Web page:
Dense, ephemeral aggregations of bacteria are ubiquitous in the ocean, where they serve as hotbeds of metabolic activity, nutrient cycling, and horizontal gene transfer. A prevailing view is that these aggregations form when motile bacteria use chemotaxis to navigate towards chemical hotspots. However, the limited precision of chemosensory systems places fundamental constraints on organismal performance. An open question is whether organisms are routinely pushed to these limits, and how limits might influence interactions between populations of organisms and the environment.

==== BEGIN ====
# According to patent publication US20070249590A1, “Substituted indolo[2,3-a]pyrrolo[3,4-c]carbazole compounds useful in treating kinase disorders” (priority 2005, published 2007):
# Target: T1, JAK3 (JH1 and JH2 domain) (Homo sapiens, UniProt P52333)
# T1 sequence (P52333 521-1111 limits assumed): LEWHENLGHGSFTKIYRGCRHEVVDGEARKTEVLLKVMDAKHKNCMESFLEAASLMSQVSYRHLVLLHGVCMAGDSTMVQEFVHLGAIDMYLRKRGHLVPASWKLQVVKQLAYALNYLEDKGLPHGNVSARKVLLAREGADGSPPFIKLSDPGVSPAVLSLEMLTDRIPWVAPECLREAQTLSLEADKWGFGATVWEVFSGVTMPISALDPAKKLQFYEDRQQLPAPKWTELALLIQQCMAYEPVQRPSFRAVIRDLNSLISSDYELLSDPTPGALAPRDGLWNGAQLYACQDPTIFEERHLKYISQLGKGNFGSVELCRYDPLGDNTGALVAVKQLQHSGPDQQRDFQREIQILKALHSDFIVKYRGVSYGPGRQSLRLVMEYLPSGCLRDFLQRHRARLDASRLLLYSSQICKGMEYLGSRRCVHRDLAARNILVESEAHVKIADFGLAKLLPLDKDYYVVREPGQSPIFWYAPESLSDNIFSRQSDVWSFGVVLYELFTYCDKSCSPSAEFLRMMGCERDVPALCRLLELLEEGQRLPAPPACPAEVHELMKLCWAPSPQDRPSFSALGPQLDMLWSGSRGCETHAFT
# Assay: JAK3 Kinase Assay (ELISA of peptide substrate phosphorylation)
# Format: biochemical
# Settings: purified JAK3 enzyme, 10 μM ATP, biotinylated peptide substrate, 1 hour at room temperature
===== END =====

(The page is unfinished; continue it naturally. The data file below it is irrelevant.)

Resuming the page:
Here, we use a novel experimental platform, which implements the photorelease of caged glutamate through illumination with a LED beam, to create realistic, replicable, sub-millimetre scale nutrient pulses within a microfluidic device. Through high-speed tracking of freely moving bacteria and a new mathematical theory, we show that sensory noise ultimately limits when and where bacteria can detect and climb chemical gradients. Our results suggest that bacteria inhabit chemical landscapes that are typically dominated by noise that masks shallow chemical gradients, and that the spatiotemporal dynamics of bacterial aggregations can be predicted by mapping the region where chemical gradients rise above noise. More generally, our results demonstrate that fundamental physical limits on sensing accuracy can provide a powerful tool for predicting the location, spatial extent, and lifespan of bacterial aggregations in highly dynamic natural environments, such as those they encounter in the ocean.